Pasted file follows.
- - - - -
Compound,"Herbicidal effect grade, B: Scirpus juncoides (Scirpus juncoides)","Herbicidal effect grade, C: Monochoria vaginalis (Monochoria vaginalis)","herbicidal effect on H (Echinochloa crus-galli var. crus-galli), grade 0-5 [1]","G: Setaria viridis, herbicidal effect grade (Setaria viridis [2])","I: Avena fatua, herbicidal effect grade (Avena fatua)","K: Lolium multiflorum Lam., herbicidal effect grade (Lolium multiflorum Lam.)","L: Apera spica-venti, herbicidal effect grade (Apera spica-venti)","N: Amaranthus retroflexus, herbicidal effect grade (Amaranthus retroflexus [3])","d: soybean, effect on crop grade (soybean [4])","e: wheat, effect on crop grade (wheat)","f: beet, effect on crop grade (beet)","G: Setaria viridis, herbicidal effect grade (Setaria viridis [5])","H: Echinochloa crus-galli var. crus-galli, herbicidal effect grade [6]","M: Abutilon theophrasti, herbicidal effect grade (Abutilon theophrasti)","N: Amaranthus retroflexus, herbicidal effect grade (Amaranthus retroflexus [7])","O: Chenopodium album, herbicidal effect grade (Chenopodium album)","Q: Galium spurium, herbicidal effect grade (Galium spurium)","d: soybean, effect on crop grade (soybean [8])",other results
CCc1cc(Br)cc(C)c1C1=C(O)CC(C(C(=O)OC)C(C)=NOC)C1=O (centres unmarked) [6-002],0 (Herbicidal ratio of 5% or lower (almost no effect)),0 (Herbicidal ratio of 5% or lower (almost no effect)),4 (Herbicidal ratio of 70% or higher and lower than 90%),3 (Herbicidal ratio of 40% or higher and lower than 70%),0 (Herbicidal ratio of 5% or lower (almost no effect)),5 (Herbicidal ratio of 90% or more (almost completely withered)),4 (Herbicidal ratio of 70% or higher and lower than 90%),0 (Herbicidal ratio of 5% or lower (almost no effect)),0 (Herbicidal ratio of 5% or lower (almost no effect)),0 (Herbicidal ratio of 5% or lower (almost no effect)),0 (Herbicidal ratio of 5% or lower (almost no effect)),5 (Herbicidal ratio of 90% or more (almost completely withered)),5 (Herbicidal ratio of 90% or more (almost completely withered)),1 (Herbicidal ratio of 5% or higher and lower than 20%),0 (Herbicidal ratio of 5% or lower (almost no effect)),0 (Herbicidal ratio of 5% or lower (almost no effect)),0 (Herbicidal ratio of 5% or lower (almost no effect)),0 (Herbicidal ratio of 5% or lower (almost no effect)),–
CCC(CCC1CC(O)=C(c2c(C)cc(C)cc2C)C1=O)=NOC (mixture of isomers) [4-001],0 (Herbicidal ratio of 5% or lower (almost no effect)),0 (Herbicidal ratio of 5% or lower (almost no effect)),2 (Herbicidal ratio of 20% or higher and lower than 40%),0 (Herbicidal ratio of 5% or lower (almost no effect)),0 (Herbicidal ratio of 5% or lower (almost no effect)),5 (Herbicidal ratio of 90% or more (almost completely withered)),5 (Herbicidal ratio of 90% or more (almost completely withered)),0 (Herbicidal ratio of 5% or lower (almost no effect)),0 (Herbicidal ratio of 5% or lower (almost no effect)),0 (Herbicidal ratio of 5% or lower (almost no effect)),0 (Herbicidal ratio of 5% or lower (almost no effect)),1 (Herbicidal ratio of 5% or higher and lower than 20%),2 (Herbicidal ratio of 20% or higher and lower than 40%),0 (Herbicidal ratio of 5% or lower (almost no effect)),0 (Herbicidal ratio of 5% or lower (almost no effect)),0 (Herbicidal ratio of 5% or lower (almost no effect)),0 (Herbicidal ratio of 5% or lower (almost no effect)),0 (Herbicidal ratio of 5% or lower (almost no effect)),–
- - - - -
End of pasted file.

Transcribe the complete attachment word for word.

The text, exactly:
Compound,"Herbicidal effect grade, B: Scirpus juncoides (Scirpus juncoides)","Herbicidal effect grade, C: Monochoria vaginalis (Monochoria vaginalis)","herbicidal effect on H (Echinochloa crus-galli var. crus-galli), grade 0-5 [1]","G: Setaria viridis, herbicidal effect grade (Setaria viridis [2])","I: Avena fatua, herbicidal effect grade (Avena fatua)","K: Lolium multiflorum Lam., herbicidal effect grade (Lolium multiflorum Lam.)","L: Apera spica-venti, herbicidal effect grade (Apera spica-venti)","N: Amaranthus retroflexus, herbicidal effect grade (Amaranthus retroflexus [3])","d: soybean, effect on crop grade (soybean [4])","e: wheat, effect on crop grade (wheat)","f: beet, effect on crop grade (beet)","G: Setaria viridis, herbicidal effect grade (Setaria viridis [5])","H: Echinochloa crus-galli var. crus-galli, herbicidal effect grade [6]","M: Abutilon theophrasti, herbicidal effect grade (Abutilon theophrasti)","N: Amaranthus retroflexus, herbicidal effect grade (Amaranthus retroflexus [7])","O: Chenopodium album, herbicidal effect grade (Chenopodium album)","Q: Galium spurium, herbicidal effect grade (Galium spurium)","d: soybean, effect on crop grade (soybean [8])",other results
CCc1cc(Br)cc(C)c1C1=C(O)CC(C(C(=O)OC)C(C)=NOC)C1=O (centres unmarked) [6-002],0 (Herbicidal ratio of 5% or lower (almost no effect)),0 (Herbicidal ratio of 5% or lower (almost no effect)),4 (Herbicidal ratio of 70% or higher and lower than 90%),3 (Herbicidal ratio of 40% or higher and lower than 70%),0 (Herbicidal ratio of 5% or lower (almost no effect)),5 (Herbicidal ratio of 90% or more (almost completely withered)),4 (Herbicidal ratio of 70% or higher and lower than 90%),0 (Herbicidal ratio of 5% or lower (almost no effect)),0 (Herbicidal ratio of 5% or lower (almost no effect)),0 (Herbicidal ratio of 5% or lower (almost no effect)),0 (Herbicidal ratio of 5% or lower (almost no effect)),5 (Herbicidal ratio of 90% or more (almost completely withered)),5 (Herbicidal ratio of 90% or more (almost completely withered)),1 (Herbicidal ratio of 5% or higher and lower than 20%),0 (Herbicidal ratio of 5% or lower (almost no effect)),0 (Herbicidal ratio of 5% or lower (almost no effect)),0 (Herbicidal ratio of 5% or lower (almost no effect)),0 (Herbicidal ratio of 5% or lower (almost no effect)),–
CCC(CCC1CC(O)=C(c2c(C)cc(C)cc2C)C1=O)=NOC (mixture of isomers) [4-001],0 (Herbicidal ratio of 5% or lower (almost no effect)),0 (Herbicidal ratio of 5% or lower (almost no effect)),2 (Herbicidal ratio of 20% or higher and lower than 40%),0 (Herbicidal ratio of 5% or lower (almost no effect)),0 (Herbicidal ratio of 5% or lower (almost no effect)),5 (Herbicidal ratio of 90% or more (almost completely withered)),5 (Herbicidal ratio of 90% or more (almost completely withered)),0 (Herbicidal ratio of 5% or lower (almost no effect)),0 (Herbicidal ratio of 5% or lower (almost no effect)),0 (Herbicidal ratio of 5% or lower (almost no effect)),0 (Herbicidal ratio of 5% or lower (almost no effect)),1 (Herbicidal ratio of 5% or higher and lower than 20%),2 (Herbicidal ratio of 20% or higher and lower than 40%),0 (Herbicidal ratio of 5% or lower (almost no effect)),0 (Herbicidal ratio of 5% or lower (almost no effect)),0 (Herbicidal ratio of 5% or lower (almost no effect)),0 (Herbicidal ratio of 5% or lower (almost no effect)),0 (Herbicidal ratio of 5% or lower (almost no effect)),–